The Life: Technology Review 35, run by a magazine published by Massachusetts Institute of Technology, has recognised some of the world's most promising inventors and scientists since 1999. And now it is launching in the Arab region. Kathleen Kennedy, the magazine's chief strategy officer, explains why.
MIT brings quest for brightest into region
For more than a decade, the editors of Technology Review, which is published by the Massachusetts Institute of Technology, have honoured the most promising young inventors and researchers. This year, their search for the "TR35" will be conducted in the Arab world for the first time. Kathleen Kennedy, the magazine's chief strategy officer and president of the MIT Enterprise Forum, speaks about why the competition has been brought to this region.
Why is your list called TR35 Pan Arab?
I work for Technology Review, which is the oldest technology magazine in the world. It was founded in MIT in 1899. When Technology Review was celebrating its 100th anniversary in 1999, we founded what at that time we called the TR100 [Technology Review 100], which is now the TR35. The TR35 ranked the top young innovators under the age of 35. We launched that in 1999, and in 2009, we decided to start doing it regionally, so we launched in India, with the TR35 India, and subsequently we have launched it all around the world.
Well, a number of reasons. Number one: we think with the last year and a half, the Arab Spring and things that have been happening here, there is a tremendous movement towards innovation in entrepreneurship. And we really want to recognise that. Also, part of Technology Review is a group called the MIT Enterprise Forum. This is an entrepreneurial community that was founded at MIT about 35 years ago. We have 28 chapters all over the world, one of them being the pan-Arab region chapter.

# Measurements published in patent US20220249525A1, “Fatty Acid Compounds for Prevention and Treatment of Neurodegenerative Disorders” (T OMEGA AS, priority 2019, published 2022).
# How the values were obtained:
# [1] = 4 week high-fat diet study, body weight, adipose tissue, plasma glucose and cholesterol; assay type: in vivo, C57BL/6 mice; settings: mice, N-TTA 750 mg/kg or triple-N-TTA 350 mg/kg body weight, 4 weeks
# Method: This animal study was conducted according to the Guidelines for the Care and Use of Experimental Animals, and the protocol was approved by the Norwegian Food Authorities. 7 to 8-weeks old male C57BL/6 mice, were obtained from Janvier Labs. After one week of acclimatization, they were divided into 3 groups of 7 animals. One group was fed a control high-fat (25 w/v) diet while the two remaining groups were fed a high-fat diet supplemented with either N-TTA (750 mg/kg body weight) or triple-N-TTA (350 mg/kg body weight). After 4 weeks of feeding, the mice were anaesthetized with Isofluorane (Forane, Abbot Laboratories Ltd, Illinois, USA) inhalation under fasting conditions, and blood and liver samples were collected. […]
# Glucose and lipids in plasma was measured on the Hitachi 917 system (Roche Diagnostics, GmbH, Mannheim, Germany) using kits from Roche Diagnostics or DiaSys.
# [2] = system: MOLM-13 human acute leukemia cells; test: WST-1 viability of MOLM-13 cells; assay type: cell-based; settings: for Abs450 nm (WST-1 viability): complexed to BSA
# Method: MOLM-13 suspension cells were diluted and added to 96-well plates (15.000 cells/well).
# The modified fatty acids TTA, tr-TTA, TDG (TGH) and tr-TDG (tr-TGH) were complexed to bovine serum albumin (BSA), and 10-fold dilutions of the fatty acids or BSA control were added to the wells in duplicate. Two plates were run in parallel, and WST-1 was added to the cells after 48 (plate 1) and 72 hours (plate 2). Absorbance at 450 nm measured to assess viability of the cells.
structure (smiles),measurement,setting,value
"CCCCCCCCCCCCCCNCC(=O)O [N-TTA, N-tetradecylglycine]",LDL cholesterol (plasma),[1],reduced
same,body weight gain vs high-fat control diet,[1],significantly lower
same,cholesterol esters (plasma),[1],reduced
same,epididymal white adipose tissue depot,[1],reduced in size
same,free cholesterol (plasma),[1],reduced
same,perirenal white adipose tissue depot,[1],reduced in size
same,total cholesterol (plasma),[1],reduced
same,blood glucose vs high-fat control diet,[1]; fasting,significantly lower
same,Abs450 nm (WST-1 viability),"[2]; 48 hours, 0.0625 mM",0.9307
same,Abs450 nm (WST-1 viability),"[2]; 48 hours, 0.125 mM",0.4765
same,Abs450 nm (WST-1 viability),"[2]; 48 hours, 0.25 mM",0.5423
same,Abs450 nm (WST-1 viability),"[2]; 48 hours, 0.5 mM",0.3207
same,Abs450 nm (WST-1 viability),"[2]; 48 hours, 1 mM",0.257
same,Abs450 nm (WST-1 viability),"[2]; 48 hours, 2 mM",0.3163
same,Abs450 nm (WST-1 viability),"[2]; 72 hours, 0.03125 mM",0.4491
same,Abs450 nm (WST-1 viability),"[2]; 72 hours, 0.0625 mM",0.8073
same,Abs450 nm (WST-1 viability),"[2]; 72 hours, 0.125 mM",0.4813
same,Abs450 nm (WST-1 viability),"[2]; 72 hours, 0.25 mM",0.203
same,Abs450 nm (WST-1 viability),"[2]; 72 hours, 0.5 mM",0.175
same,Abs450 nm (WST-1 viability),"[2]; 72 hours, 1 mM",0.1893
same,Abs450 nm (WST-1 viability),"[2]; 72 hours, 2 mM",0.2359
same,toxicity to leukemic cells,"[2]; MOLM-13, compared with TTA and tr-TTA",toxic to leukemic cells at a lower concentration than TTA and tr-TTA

What does this forum do?
[It] is about empowering entrepreneurs and fostering an entrepreneurial ecosystem. We look specifically around technology and new technologies that are solving problems. We will have a panel of judges in the different areas we focus on: in IT, things on the Web, biosciences, biomedicine … the promise of the technology and what its impact will be.
What kind of technologies might this include?
To give you an example of some past winners, there was Mark Zuckerberg from Facebook. Generally, we recognise them far before people have heard of them. We recognised him in 2005 or 2006. Sergey Brin and Larry Page we recognised in 2002.
What kind of technologies do you think you will see here? There have been no such big ideas to come out of the Arab world yet.
We also have a lot of people who are not necessarily as notorious as Mark Zuckerberg, but we have recognised people who have serious technologies which have really made a difference. This year, one of the global TR35s was Paul Wicks, who is the head of a company called PatientsLikeMe. It is a website which helps people with specific diseases connect with each other. It's a very interesting website, and I think what we're going to see locally here are probably a lot of different Web technologies that are addressing specific things happening in this region.